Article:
(Shakespeare did use the word “plague,” of course. Per Shakespeare scholar Stephen Greenblatt: “In Shakespeare, epidemic disease is present for the most part as a steady, low-level undertone, surfacing in his characters’ speeches most vividly in metaphorical expressions of rage and disgust. Mortally wounded in the feud between the Capulets and the Montagues, Mercutio calls down ‘A plague on both your houses.’”)
Readers (myself included) expecting a novelistic treatment of how the death of a son — Hamnet — is transmuted into artistic gold — “Hamlet,” universally regarded the greatest play ever written — are in for a surprise: They’ll get what they want, just not by the avenue they expect. The early markers are laid out: Shakespeare’s childhood spent reading the moods and dodging the blows of a cruel father would instruct the future playwright on power, the struggle for; on human nature; on Life. When he first meets his future wife Agnes, who bristles under a cruel stepmother, they seem soulmates: He loves the way she thinks, she senses great “landscapes” within him. (Agnes is also known to us as Anne, but her father’s will cited her as Agnes, thus the author’s choice.)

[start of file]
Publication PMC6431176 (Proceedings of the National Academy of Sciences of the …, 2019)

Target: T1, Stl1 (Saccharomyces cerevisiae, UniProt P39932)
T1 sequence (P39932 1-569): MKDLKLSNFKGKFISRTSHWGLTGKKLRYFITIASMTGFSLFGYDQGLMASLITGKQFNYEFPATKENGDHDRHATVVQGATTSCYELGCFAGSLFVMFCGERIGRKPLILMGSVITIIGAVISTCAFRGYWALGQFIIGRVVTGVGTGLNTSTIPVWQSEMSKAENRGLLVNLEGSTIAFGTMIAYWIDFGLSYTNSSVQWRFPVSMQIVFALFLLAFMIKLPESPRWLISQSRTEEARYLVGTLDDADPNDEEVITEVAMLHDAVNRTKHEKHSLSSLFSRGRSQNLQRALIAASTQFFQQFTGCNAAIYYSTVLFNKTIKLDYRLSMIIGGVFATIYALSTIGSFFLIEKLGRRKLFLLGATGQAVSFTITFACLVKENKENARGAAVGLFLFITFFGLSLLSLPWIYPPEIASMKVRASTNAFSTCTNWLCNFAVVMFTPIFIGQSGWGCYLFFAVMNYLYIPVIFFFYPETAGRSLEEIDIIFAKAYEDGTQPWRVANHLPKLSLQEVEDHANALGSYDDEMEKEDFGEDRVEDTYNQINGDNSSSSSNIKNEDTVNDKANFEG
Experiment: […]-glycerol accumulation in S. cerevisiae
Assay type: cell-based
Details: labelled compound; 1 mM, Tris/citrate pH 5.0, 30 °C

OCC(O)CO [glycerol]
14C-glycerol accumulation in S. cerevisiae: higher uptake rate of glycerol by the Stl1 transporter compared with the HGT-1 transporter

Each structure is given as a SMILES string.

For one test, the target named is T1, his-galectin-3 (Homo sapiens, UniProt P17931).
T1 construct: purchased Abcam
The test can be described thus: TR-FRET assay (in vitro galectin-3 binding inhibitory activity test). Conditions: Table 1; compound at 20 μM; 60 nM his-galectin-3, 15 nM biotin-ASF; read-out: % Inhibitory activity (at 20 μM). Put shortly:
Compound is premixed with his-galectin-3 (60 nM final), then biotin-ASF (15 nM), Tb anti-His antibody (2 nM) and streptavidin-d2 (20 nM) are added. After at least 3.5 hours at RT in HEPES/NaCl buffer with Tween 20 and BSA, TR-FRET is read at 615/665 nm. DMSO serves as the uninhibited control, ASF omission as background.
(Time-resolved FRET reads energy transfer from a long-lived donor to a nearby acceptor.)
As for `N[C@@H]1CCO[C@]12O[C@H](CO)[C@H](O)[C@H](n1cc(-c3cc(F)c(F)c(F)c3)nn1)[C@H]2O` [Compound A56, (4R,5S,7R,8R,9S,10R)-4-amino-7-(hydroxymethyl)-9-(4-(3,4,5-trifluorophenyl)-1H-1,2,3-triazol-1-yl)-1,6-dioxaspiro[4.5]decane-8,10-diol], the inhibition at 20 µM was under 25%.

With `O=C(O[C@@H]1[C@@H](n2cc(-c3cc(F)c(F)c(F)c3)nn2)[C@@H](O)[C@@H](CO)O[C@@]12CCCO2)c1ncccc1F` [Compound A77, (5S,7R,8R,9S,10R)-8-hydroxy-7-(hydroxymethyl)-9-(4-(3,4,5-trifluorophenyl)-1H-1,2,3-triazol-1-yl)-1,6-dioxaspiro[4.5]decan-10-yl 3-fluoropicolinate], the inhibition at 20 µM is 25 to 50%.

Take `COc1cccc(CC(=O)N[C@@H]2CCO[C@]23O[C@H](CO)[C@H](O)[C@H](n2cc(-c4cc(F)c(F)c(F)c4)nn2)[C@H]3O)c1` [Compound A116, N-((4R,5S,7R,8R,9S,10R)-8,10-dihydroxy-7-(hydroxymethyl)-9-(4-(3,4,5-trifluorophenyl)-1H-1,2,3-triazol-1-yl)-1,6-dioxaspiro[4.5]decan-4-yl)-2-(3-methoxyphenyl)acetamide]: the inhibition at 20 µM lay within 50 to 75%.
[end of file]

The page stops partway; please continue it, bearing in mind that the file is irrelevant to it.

References to the forthcoming “Hamlet” are explicit: When Shakespeare first sees Agnes, she’s carrying a falcon, and this reader laughed out loud: Hamlet will boast he knows “a hawk from a handsaw”: Granted a hawk is not a falcon, and Agnes would remind him it’s a kestrel, but, via Art, hawk and handsaw would come together. Another passage — “words, words, words” — points to Hamlet’s response to Polonius’ question, “What do you read, my Lord?” Most tellingly, early on, when the young Hamnet is searching for help for his twin sister Judith who’s suddenly fallen ill, he’s surprised by a sound and exclaims: “Who’s there?” — famous opening line of “Hamlet.” (The names Hamnet and Hamlet were then interchangeable.)
But this novel is not about Art per se; it is primarily about Life — the pulse of, the deeper reaches of. Art is but a refinement of Life; Life is the base matter. The author gets down to earth, literally: “The land here was once a marsh — damp, watery, half river and half earth. To build houses, the people had first to drain the land, then lay down a bed of rushes and branches to buoy up the buildings, like ships on a sea. In wet weather, the houses remember. They creak downwards, pulled by ancient recall; wainscots crack…doorways loosen and rupture. Nothing goes away.”